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Wang C.,Jiangsu University | Pei X.,State Key Laboratory Cultivation Base of Geographical Environment Evolution Jiangsu Province | Yue S.,Jiangsu Center for Collaborative Innovation in Geographical Information Resource Development and Application | Wen Y.,Nanjing Normal University
Wetlands | Year: 2016

Vegetation and soil are important factors in coastal wetland landscape evolution. This paper investigates the relationship between the aboveground biomass of Spartina alterniflora and soil factors of varying settling ages in Yancheng, China using correlation analysis and principal component analysis. The results indicate the following: (1) Soil factors varied significantly with different settlement ages of S. alterniflora that expanded toward the land and sea. Soil bulk density decreased with settlement age and was lowest for growth period IV (10 – 16 year old sites) whereas an opposite trend was shown for soil moisture. Soil salinity and soil nutrients were highest for growth period III (6 – 10 year old sites) (2) Principal component analysis demonstrated that soil bulk density, moisture and salinity are the main soil factors that drive landscape evolution in S. alterniflora marshes. (3) There was a significant positive correlation between S. alterniflora biomass and the organic matter and bulk density of soil (p < 0.05). Results showed that the invasion and settlement of S. alterniflora in the coastal wetland of Yancheng are changing the physical and chemical properties of the coastal wetland soil. This study has contributed to an understanding of wetland succession in the coastal landscape. © 2016 Society of Wetland Scientists Source


Duan P.,Yunnan Normal University | Li J.,Yunnan Normal University | Lv H.Y.,Nanjing Normal University | Lv H.Y.,State Key Laboratory Cultivation Base of Geographical Environment Evolution Jiangsu Province | Lv H.Y.,Jiangsu Center for Collaborative Innovation in Geographical
MATEC Web of Conferences | Year: 2016

In the Kriging interpolation method, different theory models of variation function are selected and fitted. There are many common variation function models, such as spherical model, index model, Gaussian model and so on. As these variation function models are non-linear, non-linear model are converted to linear model when these variation function models are solved. Different variation function models with different conversion methods are lack of generality in the process of Kriging interpolation. Particle swarm optimization algorithm with the advantages of global optimal solution can be directly used to solve non-linear fitting equation. In this paper, variation function model based on particle swarm optimization algorithm is fitted. Experiment shows that it is appropriate for fitting variable function based particle swarm optimization algorithm. © Owned by the authors, published by EDP Sciences, 2016. Source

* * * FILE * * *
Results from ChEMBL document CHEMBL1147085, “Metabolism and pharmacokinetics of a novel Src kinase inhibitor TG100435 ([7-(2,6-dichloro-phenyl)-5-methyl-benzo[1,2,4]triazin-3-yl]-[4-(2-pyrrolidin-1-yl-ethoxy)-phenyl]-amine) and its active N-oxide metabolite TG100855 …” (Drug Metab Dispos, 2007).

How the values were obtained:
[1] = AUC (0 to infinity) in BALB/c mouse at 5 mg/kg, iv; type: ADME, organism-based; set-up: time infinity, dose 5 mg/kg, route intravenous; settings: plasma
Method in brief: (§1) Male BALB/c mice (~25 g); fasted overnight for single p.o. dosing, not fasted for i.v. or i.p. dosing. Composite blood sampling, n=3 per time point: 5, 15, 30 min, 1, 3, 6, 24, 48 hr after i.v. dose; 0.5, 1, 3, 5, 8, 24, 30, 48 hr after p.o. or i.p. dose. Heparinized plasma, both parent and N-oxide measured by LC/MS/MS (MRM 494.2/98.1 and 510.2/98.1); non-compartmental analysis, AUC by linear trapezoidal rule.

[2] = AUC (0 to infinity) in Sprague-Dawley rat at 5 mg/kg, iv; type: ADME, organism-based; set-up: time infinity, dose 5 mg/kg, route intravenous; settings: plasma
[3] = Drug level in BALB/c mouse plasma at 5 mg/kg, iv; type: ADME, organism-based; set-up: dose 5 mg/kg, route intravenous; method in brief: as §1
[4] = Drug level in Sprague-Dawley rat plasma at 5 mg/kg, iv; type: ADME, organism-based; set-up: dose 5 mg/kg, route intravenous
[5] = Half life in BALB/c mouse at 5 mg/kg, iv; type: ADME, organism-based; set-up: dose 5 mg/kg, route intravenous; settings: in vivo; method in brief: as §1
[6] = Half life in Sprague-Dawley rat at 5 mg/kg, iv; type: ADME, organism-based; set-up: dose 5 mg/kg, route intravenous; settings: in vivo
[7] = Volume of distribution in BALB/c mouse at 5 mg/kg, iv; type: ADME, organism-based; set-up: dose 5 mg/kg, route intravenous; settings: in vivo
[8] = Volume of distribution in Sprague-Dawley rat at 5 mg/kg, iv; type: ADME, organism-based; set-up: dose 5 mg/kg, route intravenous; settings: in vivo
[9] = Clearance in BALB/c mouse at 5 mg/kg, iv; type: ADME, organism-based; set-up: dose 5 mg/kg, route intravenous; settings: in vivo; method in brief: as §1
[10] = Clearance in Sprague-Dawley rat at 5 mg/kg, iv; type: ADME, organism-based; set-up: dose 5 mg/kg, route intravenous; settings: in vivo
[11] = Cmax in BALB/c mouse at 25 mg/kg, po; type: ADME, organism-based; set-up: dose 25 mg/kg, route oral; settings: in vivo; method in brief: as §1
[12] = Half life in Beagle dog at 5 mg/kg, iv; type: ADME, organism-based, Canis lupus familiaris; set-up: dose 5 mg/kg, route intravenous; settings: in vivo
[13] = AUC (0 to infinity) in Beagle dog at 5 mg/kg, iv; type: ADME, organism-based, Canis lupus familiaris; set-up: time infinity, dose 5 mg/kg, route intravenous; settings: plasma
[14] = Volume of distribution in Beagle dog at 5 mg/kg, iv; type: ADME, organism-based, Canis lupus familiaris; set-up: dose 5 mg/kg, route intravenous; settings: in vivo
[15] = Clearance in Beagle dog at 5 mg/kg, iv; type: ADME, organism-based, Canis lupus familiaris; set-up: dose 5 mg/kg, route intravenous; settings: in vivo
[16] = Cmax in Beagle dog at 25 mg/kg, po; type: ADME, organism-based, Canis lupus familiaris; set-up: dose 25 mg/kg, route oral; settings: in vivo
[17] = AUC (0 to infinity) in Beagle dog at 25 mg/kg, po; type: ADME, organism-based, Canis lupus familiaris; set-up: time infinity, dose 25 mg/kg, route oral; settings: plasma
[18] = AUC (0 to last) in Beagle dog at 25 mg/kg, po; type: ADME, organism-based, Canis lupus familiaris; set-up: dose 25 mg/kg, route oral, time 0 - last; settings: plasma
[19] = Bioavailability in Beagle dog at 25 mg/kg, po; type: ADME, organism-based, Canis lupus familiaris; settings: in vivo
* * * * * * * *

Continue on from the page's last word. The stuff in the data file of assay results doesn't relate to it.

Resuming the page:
Chen M.,Jiangsu Center For Collab Innovation In Geographical Information Resource Development | Chen M.,State Key Laboratory Cultivation Base of Geographical Environment Evolution Jiangsu Province | Chen M.,Chinese University of Hong Kong | Chen M.,Nanjing Normal University | And 4 more authors.
Applied Geography | Year: 2015

Increasing research has been conducted to improve navigation services for the blind when they are moving through an outdoor space. This article aims to propose a formal modeling approach helps facilitate decision making about navigation pathways. The proposed data model is based on an objective orientation idea. City features, such as street features, buildings and environmental areas, are organized as a series of function objects that meet the various needs of the blind. They are linked by paths with obstacles and irregular surface objects. A complex function object is composed of several inner function objects and paths; thus, it can reflect the spatial layout at various levels. Detailed semantic content can be added into the objects as an extension that enhances the representation and facilitates spatial learning. The geometric shapes of the proposed objects and their topological information are also recorded for local navigation and comprehensive path planning. To examine the usability of the data model, a prototype system was developed using the Chinese university of Hong Kong as a study area, and test cases are illustrated for a typical designed scenario. © 2015 Elsevier Ltd. Source